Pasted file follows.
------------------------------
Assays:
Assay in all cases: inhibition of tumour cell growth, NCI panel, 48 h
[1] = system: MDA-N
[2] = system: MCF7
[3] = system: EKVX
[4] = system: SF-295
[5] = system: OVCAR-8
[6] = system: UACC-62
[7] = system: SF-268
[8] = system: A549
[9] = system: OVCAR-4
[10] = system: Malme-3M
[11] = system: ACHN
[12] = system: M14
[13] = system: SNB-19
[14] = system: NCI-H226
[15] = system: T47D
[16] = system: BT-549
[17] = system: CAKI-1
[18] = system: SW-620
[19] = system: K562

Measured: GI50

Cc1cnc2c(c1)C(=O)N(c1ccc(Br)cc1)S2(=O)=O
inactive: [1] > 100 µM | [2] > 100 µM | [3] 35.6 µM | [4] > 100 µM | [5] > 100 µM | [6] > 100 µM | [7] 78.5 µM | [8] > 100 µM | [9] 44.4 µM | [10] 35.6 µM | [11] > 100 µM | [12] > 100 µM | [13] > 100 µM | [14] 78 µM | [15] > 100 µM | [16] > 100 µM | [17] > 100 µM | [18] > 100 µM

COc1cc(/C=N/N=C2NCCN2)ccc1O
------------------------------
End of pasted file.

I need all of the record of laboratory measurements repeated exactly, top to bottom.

Assays:
Assay in all cases: inhibition of tumour cell growth, NCI panel, 48 h
[1] = system: MDA-N
[2] = system: MCF7
[3] = system: EKVX
[4] = system: SF-295
[5] = system: OVCAR-8
[6] = system: UACC-62
[7] = system: SF-268
[8] = system: A549
[9] = system: OVCAR-4
[10] = system: Malme-3M
[11] = system: ACHN
[12] = system: M14
[13] = system: SNB-19
[14] = system: NCI-H226
[15] = system: T47D
[16] = system: BT-549
[17] = system: CAKI-1
[18] = system: SW-620
[19] = system: K562

Measured: GI50

Cc1cnc2c(c1)C(=O)N(c1ccc(Br)cc1)S2(=O)=O
inactive: [1] > 100 µM | [2] > 100 µM | [3] 35.6 µM | [4] > 100 µM | [5] > 100 µM | [6] > 100 µM | [7] 78.5 µM | [8] > 100 µM | [9] 44.4 µM | [10] 35.6 µM | [11] > 100 µM | [12] > 100 µM | [13] > 100 µM | [14] 78 µM | [15] > 100 µM | [16] > 100 µM | [17] > 100 µM | [18] > 100 µM

COc1cc(/C=N/N=C2NCCN2)ccc1O